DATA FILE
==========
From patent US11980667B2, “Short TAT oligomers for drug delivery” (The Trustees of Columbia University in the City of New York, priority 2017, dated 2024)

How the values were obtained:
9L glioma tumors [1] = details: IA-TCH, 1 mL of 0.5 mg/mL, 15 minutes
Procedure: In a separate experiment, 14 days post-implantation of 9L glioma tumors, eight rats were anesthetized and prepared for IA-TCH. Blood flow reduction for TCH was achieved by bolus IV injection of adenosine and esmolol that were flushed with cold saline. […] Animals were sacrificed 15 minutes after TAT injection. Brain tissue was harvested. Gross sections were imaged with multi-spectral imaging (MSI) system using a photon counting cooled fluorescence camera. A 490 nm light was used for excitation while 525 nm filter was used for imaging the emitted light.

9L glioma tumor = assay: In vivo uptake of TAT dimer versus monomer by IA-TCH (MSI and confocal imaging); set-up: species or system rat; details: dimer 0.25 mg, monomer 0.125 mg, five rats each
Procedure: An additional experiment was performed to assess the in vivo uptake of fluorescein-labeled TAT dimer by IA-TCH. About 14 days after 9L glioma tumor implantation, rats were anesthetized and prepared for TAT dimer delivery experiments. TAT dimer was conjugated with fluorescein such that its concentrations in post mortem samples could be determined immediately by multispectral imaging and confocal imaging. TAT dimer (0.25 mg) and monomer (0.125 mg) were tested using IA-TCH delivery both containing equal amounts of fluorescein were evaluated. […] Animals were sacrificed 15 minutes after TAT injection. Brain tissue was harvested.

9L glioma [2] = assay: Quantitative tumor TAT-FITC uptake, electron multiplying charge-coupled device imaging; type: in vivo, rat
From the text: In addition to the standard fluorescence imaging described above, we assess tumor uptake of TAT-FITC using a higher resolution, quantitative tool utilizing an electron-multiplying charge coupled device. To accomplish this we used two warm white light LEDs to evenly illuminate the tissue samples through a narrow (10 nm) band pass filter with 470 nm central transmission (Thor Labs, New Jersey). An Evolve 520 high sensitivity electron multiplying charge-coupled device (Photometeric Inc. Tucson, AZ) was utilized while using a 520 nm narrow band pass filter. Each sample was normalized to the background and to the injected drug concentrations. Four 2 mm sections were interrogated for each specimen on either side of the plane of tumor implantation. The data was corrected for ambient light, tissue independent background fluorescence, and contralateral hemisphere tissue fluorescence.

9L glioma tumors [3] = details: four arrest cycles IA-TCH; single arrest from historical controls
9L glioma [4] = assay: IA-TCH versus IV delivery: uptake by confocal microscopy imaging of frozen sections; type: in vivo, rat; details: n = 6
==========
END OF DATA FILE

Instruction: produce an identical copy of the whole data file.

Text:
From patent US11980667B2, “Short TAT oligomers for drug delivery” (The Trustees of Columbia University in the City of New York, priority 2017, dated 2024)

How the values were obtained:
9L glioma tumors [1] = details: IA-TCH, 1 mL of 0.5 mg/mL, 15 minutes
Procedure: In a separate experiment, 14 days post-implantation of 9L glioma tumors, eight rats were anesthetized and prepared for IA-TCH. Blood flow reduction for TCH was achieved by bolus IV injection of adenosine and esmolol that were flushed with cold saline. […] Animals were sacrificed 15 minutes after TAT injection. Brain tissue was harvested. Gross sections were imaged with multi-spectral imaging (MSI) system using a photon counting cooled fluorescence camera. A 490 nm light was used for excitation while 525 nm filter was used for imaging the emitted light.

9L glioma tumor = assay: In vivo uptake of TAT dimer versus monomer by IA-TCH (MSI and confocal imaging); set-up: species or system rat; details: dimer 0.25 mg, monomer 0.125 mg, five rats each
Procedure: An additional experiment was performed to assess the in vivo uptake of fluorescein-labeled TAT dimer by IA-TCH. About 14 days after 9L glioma tumor implantation, rats were anesthetized and prepared for TAT dimer delivery experiments. TAT dimer was conjugated with fluorescein such that its concentrations in post mortem samples could be determined immediately by multispectral imaging and confocal imaging. TAT dimer (0.25 mg) and monomer (0.125 mg) were tested using IA-TCH delivery both containing equal amounts of fluorescein were evaluated. […] Animals were sacrificed 15 minutes after TAT injection. Brain tissue was harvested.

9L glioma [2] = assay: Quantitative tumor TAT-FITC uptake, electron multiplying charge-coupled device imaging; type: in vivo, rat
From the text: In addition to the standard fluorescence imaging described above, we assess tumor uptake of TAT-FITC using a higher resolution, quantitative tool utilizing an electron-multiplying charge coupled device. To accomplish this we used two warm white light LEDs to evenly illuminate the tissue samples through a narrow (10 nm) band pass filter with 470 nm central transmission (Thor Labs, New Jersey). An Evolve 520 high sensitivity electron multiplying charge-coupled device (Photometeric Inc. Tucson, AZ) was utilized while using a 520 nm narrow band pass filter. Each sample was normalized to the background and to the injected drug concentrations. Four 2 mm sections were interrogated for each specimen on either side of the plane of tumor implantation. The data was corrected for ambient light, tissue independent background fluorescence, and contralateral hemisphere tissue fluorescence.

9L glioma tumors [3] = details: four arrest cycles IA-TCH; single arrest from historical controls
9L glioma [4] = assay: IA-TCH versus IV delivery: uptake by confocal microscopy imaging of frozen sections; type: in vivo, rat; details: n = 6